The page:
I have been elevated to a project all of my own by Hopi Sen, a position of some responsibility, and one that if anything increases the pressure to opinionize on every thing that ever happens, economics-wise. Hence (again from Hopi) my views on a new letter calling for more fiscal stimulus.
They are the same as Hopi’s; the time has passed, just for dirty political realism reasons. There need to be other ways of stimulating the economy. When the deficit is at 13% – and G Brown can be blamed for some of that – then you just don’t have wiggle room. My favourite method is in the Anatole Kaletsky column today – order the Bank to target growth. I explain why in Credit Where It’s Due. To put it simply: by having this target, the Bank can far more easily promise that rates will be easy for much longer. That sort of promise is what investors in particular need to actually make stimulative investments. They don’t want to be caught trousers-down in another liquidity crunch a year later.
And as Hopi points out the stimulus the letter writers are after seems awfully long term. Not hitting the sore spot we may be about to go through.
It is not comfortable being on the same side as Iain Dale now. If the government had held its nerve last April they might have done more – but they lost their bottle, partly because of negative comments from Mervyn King in March 2009 – which now seems particularly ill-judged.
In other news: more people seem to agree with my stance on Total Politics interviewing the BNP than I expected – including Sundar. I don’t get how sending them to Coventry is either good tactics – it makes them martyrs – or brave. And boycotting top blog awards just hurts your ability to become, um, top blogs.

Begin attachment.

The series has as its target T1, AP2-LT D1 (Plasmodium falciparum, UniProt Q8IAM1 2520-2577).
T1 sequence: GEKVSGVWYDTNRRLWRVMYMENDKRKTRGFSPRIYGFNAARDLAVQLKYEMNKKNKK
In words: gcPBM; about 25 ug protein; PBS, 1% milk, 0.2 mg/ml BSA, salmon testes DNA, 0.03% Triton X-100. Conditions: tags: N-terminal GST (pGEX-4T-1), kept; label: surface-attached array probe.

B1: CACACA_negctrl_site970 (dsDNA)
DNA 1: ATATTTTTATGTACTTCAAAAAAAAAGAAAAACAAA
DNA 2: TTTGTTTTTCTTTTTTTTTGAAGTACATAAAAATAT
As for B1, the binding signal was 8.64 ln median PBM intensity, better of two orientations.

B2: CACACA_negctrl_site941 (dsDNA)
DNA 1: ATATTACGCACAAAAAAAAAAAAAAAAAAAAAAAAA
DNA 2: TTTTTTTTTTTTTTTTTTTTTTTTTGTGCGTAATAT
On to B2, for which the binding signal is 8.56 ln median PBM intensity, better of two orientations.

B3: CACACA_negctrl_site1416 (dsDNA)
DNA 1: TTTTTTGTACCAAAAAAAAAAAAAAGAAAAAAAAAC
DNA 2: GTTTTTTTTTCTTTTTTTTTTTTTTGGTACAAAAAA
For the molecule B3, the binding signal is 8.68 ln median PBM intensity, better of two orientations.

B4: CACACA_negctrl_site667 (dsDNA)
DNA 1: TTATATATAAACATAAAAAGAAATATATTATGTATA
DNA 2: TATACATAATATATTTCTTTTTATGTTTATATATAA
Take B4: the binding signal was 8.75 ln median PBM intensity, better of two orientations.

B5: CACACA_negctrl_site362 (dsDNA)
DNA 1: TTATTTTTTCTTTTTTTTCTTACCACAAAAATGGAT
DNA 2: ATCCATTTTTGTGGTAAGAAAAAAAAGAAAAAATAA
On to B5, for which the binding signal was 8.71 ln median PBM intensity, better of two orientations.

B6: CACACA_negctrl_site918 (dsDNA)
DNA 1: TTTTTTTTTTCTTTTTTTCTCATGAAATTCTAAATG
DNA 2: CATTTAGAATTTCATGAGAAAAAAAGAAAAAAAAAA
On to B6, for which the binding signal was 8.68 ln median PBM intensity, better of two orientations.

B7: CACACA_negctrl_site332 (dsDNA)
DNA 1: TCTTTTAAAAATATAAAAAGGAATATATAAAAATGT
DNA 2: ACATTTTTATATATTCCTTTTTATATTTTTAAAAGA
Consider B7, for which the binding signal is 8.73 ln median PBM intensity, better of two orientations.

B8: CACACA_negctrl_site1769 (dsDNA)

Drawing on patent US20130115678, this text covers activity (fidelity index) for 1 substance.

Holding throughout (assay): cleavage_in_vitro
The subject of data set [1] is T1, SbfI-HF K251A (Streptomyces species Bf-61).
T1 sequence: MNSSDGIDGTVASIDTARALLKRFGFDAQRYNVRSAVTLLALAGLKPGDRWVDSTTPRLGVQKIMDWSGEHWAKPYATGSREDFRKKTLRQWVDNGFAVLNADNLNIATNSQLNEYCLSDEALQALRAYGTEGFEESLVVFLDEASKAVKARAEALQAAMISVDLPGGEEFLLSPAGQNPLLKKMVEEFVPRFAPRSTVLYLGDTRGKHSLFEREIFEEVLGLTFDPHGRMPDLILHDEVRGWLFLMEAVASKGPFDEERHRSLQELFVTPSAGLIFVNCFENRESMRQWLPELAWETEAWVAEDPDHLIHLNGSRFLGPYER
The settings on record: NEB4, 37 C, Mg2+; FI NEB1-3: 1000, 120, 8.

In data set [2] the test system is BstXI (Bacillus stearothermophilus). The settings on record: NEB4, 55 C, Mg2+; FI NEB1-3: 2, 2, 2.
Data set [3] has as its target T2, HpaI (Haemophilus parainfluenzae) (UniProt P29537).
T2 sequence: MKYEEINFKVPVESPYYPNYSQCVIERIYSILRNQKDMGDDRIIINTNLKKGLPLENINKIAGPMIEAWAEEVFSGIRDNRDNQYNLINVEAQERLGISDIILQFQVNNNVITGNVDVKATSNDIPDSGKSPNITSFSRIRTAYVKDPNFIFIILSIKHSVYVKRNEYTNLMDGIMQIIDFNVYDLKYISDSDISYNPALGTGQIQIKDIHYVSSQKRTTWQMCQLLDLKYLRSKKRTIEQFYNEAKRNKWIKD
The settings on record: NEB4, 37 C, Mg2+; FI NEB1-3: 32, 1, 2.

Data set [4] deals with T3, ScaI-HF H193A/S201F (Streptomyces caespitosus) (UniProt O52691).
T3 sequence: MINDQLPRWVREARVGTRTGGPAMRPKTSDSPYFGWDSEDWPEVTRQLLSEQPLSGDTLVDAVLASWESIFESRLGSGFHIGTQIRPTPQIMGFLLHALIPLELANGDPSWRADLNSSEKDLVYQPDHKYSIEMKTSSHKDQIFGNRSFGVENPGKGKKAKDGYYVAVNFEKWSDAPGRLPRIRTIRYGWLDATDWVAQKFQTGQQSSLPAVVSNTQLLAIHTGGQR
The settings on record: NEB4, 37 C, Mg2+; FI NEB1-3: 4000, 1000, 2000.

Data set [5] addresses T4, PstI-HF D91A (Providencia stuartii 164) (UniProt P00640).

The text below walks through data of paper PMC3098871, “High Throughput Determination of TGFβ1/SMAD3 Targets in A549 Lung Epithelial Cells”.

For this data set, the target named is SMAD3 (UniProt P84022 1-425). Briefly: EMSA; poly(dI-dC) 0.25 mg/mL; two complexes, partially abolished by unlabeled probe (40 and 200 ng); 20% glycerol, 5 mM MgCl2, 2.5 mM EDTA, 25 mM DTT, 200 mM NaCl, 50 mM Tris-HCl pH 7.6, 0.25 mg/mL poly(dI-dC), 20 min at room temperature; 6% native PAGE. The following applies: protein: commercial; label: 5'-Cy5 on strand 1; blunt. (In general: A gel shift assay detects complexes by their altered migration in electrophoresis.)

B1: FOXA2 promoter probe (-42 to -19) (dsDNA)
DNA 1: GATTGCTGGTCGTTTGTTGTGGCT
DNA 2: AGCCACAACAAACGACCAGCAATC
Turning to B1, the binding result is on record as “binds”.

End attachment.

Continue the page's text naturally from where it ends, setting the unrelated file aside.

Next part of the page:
And on the subject of politically incorrect views about stuff, this column in the FT bravely takes on those who think it is axiomatic that the Iraq war was evil:
As proof of the Iraq invasion’s wickedness, critics invoke the civilian death toll, soberly reckoned at 100,000-150,000. But Europe’s liberation from Nazi domination cost the lives of 70,000 French civilians and 500,000 German ones through bombing; and, whereas this was the direct responsibility of the British and Americans, most Iraqi civilians were killed by foreign or native insurgents. Yes, the occupying powers were obliged to maintain law and order, and failed initially. But the insurgents were obliged not to send suicide bombers into crowded market places, and they have failed persistently …
Finally I have no doubt that the Spectator has misrepresented Clegg with a blue flower in his mouth. I know him well enough to say that his values are very far apart from those of Thatcher. But nothing will induce me to buy the Spectator, still by far the best advert for the Anything But the Tories Party (c) I have ever seen. I will have to wait till LibCon publishes its analysis of the actual interview.